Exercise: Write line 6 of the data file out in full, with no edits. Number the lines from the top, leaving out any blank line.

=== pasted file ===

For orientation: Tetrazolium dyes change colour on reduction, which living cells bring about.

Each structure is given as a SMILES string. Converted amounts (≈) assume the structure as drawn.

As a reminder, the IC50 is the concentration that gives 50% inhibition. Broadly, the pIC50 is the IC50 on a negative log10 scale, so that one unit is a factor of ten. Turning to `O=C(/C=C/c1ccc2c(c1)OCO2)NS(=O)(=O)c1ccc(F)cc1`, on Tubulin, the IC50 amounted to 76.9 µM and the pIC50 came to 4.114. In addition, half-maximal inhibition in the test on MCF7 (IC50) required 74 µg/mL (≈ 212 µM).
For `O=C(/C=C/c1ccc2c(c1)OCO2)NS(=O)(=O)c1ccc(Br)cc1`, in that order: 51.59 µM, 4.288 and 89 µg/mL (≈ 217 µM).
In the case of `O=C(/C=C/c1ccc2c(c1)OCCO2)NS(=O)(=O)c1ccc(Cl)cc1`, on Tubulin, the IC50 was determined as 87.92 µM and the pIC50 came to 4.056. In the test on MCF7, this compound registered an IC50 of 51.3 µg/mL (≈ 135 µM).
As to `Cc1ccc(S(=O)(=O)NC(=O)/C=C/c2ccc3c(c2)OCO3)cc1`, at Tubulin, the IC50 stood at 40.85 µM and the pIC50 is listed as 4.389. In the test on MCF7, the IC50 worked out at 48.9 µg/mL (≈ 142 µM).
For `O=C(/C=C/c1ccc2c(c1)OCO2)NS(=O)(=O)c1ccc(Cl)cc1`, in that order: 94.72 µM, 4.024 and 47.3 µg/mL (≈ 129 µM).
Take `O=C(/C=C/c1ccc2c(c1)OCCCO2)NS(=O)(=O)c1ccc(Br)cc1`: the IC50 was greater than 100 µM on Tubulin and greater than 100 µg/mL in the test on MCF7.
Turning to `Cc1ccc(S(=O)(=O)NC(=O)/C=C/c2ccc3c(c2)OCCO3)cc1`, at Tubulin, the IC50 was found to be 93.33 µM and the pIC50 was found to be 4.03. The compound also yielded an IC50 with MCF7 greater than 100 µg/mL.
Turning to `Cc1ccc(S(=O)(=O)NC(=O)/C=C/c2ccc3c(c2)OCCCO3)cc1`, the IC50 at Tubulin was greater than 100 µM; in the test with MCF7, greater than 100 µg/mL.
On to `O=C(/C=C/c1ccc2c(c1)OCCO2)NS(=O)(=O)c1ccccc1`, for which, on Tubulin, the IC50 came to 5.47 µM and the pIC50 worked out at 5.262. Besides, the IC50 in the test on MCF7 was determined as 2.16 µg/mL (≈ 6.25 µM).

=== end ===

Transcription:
As to `Cc1ccc(S(=O)(=O)NC(=O)/C=C/c2ccc3c(c2)OCO3)cc1`, at Tubulin, the IC50 stood at 40.85 µM and the pIC50 is listed as 4.389. In the test on MCF7, the IC50 worked out at 48.9 µg/mL (≈ 142 µM).